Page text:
Richard Cobden and the Crimean War
Anthony Howe looks at the anti-war stance of the great Victorian reformer; his fall from grace and subsequent revival.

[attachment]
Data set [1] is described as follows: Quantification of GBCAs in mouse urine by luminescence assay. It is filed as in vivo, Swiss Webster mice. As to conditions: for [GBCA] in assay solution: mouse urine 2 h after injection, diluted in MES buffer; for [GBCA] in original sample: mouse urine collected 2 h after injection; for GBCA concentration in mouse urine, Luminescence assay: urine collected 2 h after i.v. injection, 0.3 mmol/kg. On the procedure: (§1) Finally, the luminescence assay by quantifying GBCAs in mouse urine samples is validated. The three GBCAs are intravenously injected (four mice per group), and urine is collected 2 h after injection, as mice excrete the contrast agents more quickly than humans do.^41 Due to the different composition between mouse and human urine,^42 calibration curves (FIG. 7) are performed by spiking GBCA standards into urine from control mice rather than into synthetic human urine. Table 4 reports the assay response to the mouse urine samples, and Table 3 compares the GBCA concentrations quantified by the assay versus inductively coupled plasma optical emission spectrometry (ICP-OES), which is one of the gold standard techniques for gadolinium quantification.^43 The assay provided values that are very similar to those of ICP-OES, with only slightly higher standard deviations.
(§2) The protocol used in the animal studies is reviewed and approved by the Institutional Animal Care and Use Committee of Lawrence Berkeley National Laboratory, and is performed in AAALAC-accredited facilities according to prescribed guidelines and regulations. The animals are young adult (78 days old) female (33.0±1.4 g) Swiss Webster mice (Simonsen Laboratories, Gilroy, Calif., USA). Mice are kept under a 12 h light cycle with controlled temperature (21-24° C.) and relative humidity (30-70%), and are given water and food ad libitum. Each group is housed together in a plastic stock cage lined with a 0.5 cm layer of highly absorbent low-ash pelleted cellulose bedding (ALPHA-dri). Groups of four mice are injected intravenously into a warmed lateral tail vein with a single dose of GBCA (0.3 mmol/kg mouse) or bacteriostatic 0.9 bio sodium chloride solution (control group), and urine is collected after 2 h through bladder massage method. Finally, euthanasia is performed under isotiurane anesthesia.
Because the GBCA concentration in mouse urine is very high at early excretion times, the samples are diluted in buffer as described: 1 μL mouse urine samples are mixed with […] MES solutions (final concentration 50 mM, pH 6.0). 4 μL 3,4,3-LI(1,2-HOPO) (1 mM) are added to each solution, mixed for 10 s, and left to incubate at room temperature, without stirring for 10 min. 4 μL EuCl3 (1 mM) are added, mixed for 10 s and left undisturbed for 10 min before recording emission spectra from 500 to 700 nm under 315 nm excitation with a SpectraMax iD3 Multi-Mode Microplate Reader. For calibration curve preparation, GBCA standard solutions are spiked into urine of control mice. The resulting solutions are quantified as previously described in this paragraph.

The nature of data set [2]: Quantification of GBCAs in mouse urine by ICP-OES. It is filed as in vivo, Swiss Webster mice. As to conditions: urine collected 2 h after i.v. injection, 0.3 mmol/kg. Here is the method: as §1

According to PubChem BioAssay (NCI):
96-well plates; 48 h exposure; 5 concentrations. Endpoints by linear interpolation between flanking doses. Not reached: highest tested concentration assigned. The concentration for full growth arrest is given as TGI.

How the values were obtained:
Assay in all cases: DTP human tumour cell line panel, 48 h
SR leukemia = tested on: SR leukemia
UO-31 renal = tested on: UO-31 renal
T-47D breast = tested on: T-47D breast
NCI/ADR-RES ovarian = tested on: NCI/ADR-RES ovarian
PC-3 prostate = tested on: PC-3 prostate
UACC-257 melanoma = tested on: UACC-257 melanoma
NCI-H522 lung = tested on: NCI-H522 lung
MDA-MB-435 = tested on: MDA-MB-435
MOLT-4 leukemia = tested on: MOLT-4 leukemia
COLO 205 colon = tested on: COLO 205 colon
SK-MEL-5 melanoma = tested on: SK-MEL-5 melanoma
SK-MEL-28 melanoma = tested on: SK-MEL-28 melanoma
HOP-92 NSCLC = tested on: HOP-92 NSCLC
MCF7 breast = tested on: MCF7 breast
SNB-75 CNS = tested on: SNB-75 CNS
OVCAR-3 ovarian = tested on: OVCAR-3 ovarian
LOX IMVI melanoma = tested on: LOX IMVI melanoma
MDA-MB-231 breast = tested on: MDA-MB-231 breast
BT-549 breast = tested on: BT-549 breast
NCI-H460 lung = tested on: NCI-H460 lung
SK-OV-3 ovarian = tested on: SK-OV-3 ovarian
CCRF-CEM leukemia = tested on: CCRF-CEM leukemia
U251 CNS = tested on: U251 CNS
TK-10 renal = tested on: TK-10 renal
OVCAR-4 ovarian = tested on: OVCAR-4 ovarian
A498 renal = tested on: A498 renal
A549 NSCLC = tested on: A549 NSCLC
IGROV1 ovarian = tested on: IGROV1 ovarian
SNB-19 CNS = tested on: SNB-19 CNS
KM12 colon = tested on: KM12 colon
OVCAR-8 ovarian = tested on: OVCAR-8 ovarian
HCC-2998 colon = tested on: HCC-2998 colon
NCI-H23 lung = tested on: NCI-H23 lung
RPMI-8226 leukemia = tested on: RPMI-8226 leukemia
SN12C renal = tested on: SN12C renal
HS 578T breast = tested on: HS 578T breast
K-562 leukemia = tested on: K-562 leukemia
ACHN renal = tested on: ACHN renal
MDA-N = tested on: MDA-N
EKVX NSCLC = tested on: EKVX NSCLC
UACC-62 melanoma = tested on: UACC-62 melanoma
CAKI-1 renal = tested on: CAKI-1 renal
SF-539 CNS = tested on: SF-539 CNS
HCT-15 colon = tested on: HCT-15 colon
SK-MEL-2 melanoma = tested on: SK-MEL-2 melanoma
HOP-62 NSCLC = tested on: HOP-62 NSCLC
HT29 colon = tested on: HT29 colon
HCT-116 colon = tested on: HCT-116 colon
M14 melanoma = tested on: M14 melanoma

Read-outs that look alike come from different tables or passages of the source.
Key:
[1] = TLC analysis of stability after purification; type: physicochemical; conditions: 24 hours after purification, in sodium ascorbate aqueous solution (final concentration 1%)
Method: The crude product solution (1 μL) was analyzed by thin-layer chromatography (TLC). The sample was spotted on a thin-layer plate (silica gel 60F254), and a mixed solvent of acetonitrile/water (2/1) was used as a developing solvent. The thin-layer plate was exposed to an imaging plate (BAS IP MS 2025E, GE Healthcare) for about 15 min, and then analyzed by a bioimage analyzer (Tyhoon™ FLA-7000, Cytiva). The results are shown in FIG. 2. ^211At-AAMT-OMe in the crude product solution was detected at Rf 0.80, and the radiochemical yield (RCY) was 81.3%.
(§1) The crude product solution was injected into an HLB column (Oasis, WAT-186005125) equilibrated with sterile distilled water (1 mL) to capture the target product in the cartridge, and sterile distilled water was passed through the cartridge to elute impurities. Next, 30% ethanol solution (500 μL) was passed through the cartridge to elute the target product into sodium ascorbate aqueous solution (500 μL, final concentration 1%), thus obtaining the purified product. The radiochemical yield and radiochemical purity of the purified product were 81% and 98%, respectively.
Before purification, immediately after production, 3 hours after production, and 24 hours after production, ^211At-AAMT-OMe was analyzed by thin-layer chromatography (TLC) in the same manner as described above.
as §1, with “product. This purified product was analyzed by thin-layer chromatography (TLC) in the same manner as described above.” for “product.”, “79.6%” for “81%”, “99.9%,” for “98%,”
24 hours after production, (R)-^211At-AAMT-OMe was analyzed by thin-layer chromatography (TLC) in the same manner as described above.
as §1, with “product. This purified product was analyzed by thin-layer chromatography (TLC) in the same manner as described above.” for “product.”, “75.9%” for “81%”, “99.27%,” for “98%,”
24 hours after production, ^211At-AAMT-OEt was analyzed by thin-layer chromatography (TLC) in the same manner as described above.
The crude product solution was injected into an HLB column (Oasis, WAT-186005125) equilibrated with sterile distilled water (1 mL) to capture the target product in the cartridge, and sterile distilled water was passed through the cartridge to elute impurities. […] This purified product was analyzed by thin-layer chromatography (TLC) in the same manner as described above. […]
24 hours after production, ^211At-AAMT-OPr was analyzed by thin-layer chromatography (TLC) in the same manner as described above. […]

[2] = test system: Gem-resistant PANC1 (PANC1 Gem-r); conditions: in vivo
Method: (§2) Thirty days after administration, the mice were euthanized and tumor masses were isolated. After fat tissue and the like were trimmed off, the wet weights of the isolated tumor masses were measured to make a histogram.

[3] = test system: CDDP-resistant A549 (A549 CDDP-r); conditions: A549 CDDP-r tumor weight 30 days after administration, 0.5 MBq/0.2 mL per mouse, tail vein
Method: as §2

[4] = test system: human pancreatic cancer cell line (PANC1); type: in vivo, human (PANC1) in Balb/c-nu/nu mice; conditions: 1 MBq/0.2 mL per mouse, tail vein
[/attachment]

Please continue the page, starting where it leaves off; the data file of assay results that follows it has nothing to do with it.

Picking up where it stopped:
In the early 1840s the struggle for the repeal of the Corn Laws had seen the rapid rise to national prominence of the Manchester calico printer, Richard Cobden (1804-65). Previously known for his pamphlets on foreign policy and his leading part in the incorporation of Manchester in 1838, Cobden, ably assisted by his friend the Quaker cotton spinner John Bright (1811-89), led the Anti-Corn Law League’s assault on the Corn Laws. The Corn Laws, or as Cobden preferred the ‘bread taxes’, had become for many Radicals and Liberals the symbol of aristocratic power and popular oppression in early Victorian Britain. Their Repeal, although carried out by the Conservative leader Sir Robert Peel in 1846, foreshadowed for many a new age of middle-class dominance in British politics – the novelist Thackeray predicted ‘Dicky’ Cobden’s becoming prime minister. Subsequently Cobden achieved the reputation of ‘the International Man’, influential in Europe and the United States, while as a leading ‘Independent Radical’ in British politics his ideas on the state, economic policy and foreign affairs were vitally important to the Liberal Party.